The Complete Works in Philosophy, Politics and Morals of the late Dr. Benjamin Franklin, Vol. 3 [of 3]

By Benjamin Franklin

Page 307

to an American
correspondent, who obtained a copy with great difficulty, some
depredating hand having torn from the file of the Mercury, in the
Philadelphia Library, several of the numbers containing the pieces in
question. _Editor._

_The Way to Wealth, as clearly shown in the Preface of an old
Pensylvania Almanack, intitled, Poor Richard Improved[175]._


I have heard, that nothing gives an author so great pleasure, as to
find his works respectfully quoted by others. Judge, then, how much
I must have been gratified by an incident I am going to relate to
you. I stopped my horse lately, where a great number of people were
collected, at an auction of merchants goods. The hour of the sale not
being come, they were conversing on the badness of the times; and
one of the company called to a plain clean old man, with white locks,
'Pray, Father Abraham, what think you of the times? Will not these
heavy taxes quite ruin the country? How shall we ever be able to pay
them? What would you advise us to?'--Father Abraham stood up, and
replied, 'If you would have my advice, I will give it you in short,
"for a word to the wise is enough," as Poor Richard says.' They
joined in desiring him to speak his mind, and gathering round him, he
proceeded as follows:

'Friends, says he, the taxes are, indeed, very heavy, and, if
those laid on by the government were the only ones we had to pay,
we might more easily discharge them; but we have many others, and
much more grievous to some of us. We are taxed twice as much by our
idleness, three times as much by our pride, and four times as much
by our folly; and from these taxes the commissioners cannot ease or
deliver us, by allowing an abatement. However, let us hearken to good
advice, and something may be done for us; "God helps them that help
themselves," as poor Richard says.

'I. It would be thought a hard government that should tax its people
one tenth part of their time, to be employed in its service: but
idleness taxes many of us much more; sloth, by bringing on diseases,
absolutely shortens life. "Sloth, like rust, consumes faster than
labour wears, while the used key is always bright," as poor Richard
says. "But dost thou love life, then do not squander time, for
that is the stuff life is made of," as poor Richard says. How much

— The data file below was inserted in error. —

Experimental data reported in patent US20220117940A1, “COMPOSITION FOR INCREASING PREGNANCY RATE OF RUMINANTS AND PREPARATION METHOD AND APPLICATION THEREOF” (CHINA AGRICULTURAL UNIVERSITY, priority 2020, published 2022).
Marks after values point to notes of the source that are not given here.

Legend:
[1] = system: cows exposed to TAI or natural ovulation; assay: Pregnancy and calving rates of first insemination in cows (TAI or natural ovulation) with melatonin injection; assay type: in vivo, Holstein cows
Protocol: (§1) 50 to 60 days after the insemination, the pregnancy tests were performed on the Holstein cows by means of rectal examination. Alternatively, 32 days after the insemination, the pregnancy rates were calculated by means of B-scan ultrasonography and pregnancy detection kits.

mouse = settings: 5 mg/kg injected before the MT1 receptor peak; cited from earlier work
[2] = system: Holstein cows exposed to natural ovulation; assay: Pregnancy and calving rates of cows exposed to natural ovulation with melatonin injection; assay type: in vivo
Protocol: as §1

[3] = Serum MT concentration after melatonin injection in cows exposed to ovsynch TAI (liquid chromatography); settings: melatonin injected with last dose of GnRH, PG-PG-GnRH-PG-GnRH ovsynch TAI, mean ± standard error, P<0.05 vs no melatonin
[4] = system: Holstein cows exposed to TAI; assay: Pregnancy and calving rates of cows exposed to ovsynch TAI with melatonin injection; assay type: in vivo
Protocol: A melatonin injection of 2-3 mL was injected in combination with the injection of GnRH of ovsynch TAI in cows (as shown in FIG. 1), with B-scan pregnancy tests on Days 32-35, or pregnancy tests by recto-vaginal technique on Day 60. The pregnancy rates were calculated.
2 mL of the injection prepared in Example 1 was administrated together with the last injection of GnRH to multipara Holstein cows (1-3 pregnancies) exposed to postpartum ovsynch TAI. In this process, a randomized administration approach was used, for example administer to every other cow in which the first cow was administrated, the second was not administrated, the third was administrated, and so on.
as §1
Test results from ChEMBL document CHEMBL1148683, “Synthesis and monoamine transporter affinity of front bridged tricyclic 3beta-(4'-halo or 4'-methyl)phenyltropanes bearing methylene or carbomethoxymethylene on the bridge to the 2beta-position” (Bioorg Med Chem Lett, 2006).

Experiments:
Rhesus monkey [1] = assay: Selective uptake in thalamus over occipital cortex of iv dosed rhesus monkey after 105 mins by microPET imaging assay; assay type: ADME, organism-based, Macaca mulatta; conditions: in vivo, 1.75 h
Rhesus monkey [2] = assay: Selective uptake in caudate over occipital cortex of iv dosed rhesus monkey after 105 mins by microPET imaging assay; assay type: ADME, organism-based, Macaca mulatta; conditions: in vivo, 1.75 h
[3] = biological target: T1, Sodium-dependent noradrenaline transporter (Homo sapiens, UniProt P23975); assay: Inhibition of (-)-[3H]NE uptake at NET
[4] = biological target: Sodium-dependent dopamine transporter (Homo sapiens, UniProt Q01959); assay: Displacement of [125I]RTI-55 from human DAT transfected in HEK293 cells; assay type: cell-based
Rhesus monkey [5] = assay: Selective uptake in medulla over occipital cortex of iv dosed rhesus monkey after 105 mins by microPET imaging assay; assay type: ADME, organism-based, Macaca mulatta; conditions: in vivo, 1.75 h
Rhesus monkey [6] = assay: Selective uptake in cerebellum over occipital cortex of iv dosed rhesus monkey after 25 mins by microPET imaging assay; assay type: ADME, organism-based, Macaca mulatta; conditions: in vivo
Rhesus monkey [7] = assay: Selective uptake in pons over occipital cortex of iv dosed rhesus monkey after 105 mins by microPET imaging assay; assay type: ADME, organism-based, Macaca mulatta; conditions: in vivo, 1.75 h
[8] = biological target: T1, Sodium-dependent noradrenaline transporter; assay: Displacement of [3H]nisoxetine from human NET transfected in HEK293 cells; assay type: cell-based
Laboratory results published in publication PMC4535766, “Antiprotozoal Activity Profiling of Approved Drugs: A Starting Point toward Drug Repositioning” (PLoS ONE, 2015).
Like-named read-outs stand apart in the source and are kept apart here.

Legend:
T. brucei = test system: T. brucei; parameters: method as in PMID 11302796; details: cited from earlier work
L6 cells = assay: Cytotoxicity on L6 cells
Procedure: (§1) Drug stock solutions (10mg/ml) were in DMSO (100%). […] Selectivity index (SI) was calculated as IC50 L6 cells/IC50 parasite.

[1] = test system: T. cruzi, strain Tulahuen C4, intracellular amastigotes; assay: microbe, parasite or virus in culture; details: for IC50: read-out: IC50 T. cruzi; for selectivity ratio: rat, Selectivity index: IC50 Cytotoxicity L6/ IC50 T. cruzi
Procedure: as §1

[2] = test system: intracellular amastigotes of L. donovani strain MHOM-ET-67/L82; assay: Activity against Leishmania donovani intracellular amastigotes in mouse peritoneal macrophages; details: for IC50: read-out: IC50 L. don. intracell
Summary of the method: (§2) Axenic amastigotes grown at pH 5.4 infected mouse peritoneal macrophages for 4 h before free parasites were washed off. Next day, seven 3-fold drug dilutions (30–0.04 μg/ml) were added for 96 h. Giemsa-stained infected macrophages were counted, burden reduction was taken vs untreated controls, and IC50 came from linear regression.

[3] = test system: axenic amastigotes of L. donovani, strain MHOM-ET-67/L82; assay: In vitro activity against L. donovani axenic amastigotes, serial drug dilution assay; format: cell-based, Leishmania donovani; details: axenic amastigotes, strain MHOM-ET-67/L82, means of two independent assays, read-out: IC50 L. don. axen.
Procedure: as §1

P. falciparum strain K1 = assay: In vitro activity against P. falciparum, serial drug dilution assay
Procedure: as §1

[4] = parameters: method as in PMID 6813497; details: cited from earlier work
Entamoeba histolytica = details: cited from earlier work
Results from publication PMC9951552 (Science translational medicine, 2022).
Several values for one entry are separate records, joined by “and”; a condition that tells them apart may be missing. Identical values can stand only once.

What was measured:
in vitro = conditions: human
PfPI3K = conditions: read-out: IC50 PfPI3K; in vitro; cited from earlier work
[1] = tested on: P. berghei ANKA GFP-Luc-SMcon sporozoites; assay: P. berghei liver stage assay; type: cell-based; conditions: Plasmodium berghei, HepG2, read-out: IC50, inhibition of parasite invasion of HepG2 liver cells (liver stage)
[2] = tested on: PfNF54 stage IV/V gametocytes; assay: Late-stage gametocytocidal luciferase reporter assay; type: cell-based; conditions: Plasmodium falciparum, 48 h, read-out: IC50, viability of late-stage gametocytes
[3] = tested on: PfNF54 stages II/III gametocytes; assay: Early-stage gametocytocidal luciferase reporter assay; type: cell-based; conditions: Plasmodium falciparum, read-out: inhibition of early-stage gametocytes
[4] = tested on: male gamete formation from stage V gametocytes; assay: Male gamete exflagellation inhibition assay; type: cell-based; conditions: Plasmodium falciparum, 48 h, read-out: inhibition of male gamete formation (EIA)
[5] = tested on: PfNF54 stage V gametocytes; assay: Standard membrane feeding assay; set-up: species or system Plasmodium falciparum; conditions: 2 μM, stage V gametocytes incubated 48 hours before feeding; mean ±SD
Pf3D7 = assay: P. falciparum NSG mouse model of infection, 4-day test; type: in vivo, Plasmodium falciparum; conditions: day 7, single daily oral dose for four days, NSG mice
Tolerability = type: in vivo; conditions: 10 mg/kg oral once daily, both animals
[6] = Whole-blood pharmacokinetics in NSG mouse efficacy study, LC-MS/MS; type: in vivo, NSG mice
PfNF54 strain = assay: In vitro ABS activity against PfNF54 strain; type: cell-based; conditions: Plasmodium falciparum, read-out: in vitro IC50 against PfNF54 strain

more than is necessary do we spend in sleep! forgetting, that "the
sleeping fox

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Text Comparison with The Complete Works in Philosophy, Politics and Morals of the late Dr. Benjamin Franklin, Vol. 1 [of 3]

Page 25
On the other hand, if, with a desire of being informed, and of benefiting by the knowledge of others, you express yourselves as being strongly attached to your own opinions, modest and sensible men, who do not love disputation, will leave you in tranquil possession of your errors.
Page 52
This custom appeared to me abominable; but he had need, he said, of all this beer, in order to acquire strength to work.
Page 113
I therefore give one hundred pounds sterling to my executors, to be by them, the survivors or survivor of them, paid over to the managers or directors of the free-schools in my native town of Boston, to be by them, or the person or persons who shall have the superintendance and management of the said schools, put out to interest, and so continued at interest for ever; which interest annually shall be laid out in silver medals, and given as honorary rewards annually by the directors of the said free-schools, for.
Page 135
Page 141
Page 180
Frequently, in a variety of experiments, though we miss what we expected to find, yet something valuable turns out, something surprising, and instructing, though unthought of.
Page 192
If the pressure of the fingers be entirely removed, the spunge will not only resume what was lately forced out, but attract an additional quantity.
Page 210
Firing inflammable substances.
Page 218
This appearance I endeavour to account for thus: Air is an electric _per se_, therefore there must be a mutual repulsion betwixt air and the electrical fire.
Page 227
Should this be not observable, then suppose the two brooks falling into Sasquehana and Delaware, and proceeding as before, the electric fire may, by that means, make a circuit round the North Cape of Virginia, and go many hundreds of miles, and in doing that, it would seem it must take some observable time.
Page 239
A down feather, in a thin glass ball, hermetically sealed, will not be affected by the application of an excited tube, or the wire of a charged phial, unless the ball be considerably heated; and if a glass pane be heated till it begins to grow soft, and in that state be held between the wire of a charged phial, and the discharging wire, the course of the electrical fluid.
Page 251
The kitchen, at 90 feet distance, was full of negroes, who were all sensible of the shock; and some of them tell me, that they felt the rod about a minute after, when it was so hot that they could not bear it in hand.
Page 260
Page 272
This seems a proof, that though the small sharpened part of the wire must have had a _less natural_ quantity in it before the operation, than the thick blunt part; yet a greater quantity was _driven down from it_ to the balls.
Page 273
And as we think a pipe of three inches bore sufficient to carry off the rain that falls on a square of 20 feet, because we never saw such a pipe glutted by any shower; so we may judge a conductor of an inch diameter, more than sufficient for any stroke of lightning.
Page 285
Probably not less will be required to render a small bird, which is very old, tender, than for a larger one, which is young.
Page 309
366, 369.
Page 320
_ tornadoes and water-spouts attending it, accounted for, 188.
Page 330
Page 332
_Planking_ of ships, improvement in, ii.